youth

a chilling term for ageism in the media: “symbolic annihilation”

 “A friend knows an actress whose alarm code—2828—reminds her of the age she must never surpass. (The repetition adds a touch of hysteria, which I like.),“ writes Carina Chocano in an essay in last Sunday's New York Times Magazine. It’s a sharp reminder of how early ageism kicks in for women, especially in LA, where Chocano lives.

the greying of the cover girl

Older models (as in a lot older) are getting a lot of attention lately, with 91-year-old New York style icon Iris Apfel on the cover of fashion magazine Dazed & Confused (and rockin’ the look in Comme des Garçons' Rei Kawakubo). As Sarah Ditum comments in the Guardian, this upends some preconceptions in a modeling industry that encourages 20-year-old aspirants to knock a few years off their ages. 

you could know now what they knew then

At 50, Karl Pillemer had a revelation about his career.  After 25 years as gerontologist, he found himself focused almost entirely on problems like elder abuse and isolation: “the Book of Job for older people,” as he put it at the 2012 Age Boom seminar for journalists. This conformed to the general portrayal of olders as frail and debilitated, and was reinforced by researchers “because focusing on problems is how we get funding.” But not only had this stopped feeling fulfilling, it didn’t jibe with his actual experience, and so an outreach project was born.

farewell to youth, but not beauty

That’s the title of a piece in the fluffy Style section of yesterday’s New York Times, the one I turn to first on Sunday mornings. Being 45 puts writer Maria Russo in the “advance guard of Gen-X middle age,” and she describes her pleasure at beginning to encounter realistic exemplars of non-youthful beauty: Ellen DeGeneres, Diane Keaton, the dames of Downton Abbey.  The trend is exemplified by MAC Cosmetic’s new line inspired by 90-year-old style icon Iris Apfel, pictured here in Scarlet Ibis, a “bright, high-drama red that approximates Apfel’s signature bold lip.”Iris Apfel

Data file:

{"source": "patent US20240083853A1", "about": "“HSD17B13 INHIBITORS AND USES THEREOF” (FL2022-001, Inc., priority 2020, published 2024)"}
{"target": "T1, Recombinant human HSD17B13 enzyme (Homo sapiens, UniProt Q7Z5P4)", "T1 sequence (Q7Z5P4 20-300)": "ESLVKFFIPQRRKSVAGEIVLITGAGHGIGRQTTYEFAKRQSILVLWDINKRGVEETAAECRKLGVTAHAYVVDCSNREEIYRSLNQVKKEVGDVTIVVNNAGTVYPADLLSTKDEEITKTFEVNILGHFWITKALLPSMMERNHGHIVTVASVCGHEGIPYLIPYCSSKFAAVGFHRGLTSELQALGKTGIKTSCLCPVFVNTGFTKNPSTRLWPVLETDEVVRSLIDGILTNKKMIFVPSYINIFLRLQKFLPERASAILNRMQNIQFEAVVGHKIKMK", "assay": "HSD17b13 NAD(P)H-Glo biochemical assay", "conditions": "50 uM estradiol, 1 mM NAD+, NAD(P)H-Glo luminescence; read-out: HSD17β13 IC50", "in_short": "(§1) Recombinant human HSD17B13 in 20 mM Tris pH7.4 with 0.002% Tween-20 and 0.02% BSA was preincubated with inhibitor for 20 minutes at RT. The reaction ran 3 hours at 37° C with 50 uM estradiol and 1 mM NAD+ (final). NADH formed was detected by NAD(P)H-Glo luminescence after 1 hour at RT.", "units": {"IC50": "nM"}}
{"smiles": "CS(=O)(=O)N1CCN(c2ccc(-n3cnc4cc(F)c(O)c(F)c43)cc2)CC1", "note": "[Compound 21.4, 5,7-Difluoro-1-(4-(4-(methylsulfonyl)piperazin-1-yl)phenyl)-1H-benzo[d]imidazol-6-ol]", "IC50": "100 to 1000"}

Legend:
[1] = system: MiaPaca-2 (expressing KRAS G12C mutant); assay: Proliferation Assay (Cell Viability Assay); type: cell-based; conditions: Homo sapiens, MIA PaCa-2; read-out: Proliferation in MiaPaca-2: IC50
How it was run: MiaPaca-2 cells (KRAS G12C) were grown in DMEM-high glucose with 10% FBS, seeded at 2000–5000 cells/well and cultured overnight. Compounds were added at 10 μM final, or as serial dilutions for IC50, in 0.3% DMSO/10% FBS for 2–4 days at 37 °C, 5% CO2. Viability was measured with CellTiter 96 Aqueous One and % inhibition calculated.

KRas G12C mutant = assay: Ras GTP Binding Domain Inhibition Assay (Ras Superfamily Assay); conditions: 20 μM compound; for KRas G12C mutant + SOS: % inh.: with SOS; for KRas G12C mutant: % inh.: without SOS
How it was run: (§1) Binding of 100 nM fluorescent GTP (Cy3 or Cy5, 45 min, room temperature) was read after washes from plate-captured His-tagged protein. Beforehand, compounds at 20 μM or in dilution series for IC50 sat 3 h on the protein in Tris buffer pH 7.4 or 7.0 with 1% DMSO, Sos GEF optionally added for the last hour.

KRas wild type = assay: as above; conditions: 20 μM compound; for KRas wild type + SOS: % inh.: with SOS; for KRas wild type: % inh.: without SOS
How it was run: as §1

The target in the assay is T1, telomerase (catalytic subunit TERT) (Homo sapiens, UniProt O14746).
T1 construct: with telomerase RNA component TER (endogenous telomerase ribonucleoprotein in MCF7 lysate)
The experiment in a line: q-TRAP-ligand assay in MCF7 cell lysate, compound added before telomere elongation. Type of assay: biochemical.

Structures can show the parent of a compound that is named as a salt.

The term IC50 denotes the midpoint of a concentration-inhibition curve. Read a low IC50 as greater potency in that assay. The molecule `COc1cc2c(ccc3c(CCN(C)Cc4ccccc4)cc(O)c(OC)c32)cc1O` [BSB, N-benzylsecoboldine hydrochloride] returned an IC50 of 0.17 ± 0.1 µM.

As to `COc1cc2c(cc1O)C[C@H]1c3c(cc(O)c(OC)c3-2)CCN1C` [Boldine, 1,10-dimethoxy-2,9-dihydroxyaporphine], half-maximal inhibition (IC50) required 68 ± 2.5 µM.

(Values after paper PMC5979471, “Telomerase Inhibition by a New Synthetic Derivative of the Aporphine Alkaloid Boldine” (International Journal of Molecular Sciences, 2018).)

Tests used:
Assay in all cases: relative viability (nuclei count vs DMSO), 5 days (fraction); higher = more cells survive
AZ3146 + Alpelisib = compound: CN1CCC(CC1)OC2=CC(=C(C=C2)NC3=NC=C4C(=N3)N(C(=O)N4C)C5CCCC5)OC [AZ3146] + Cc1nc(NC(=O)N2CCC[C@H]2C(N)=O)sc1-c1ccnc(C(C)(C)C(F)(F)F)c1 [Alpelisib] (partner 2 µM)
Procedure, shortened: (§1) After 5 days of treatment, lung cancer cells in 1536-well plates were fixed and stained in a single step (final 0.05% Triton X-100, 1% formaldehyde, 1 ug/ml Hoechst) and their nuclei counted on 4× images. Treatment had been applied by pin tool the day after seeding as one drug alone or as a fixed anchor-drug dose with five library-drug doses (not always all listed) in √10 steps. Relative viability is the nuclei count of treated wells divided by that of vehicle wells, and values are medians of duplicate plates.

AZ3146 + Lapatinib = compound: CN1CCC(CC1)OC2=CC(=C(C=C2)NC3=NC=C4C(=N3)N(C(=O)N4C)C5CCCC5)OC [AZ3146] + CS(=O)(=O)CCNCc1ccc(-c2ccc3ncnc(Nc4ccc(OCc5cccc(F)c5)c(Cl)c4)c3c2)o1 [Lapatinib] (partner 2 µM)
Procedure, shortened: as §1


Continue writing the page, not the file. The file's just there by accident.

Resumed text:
Are older people angry enough to riot?

Perhaps it’s post 9/11 malcontent, or AdBuster’s imminent Occupy Wall Street action, or just that I’m susceptible, but talk of civic uprising is in the air and this arresting post from the Guardian's JoePublic blog struck a nerve. Will deteriorating conditions for older people in the UK galvanize them to take to the streets?  The article compares older Britons to the marginalized youth who rioted in August, observing that those over 65 “are already much more likely to be institutionalized than any other group and make up a growing proportion of the prison population.”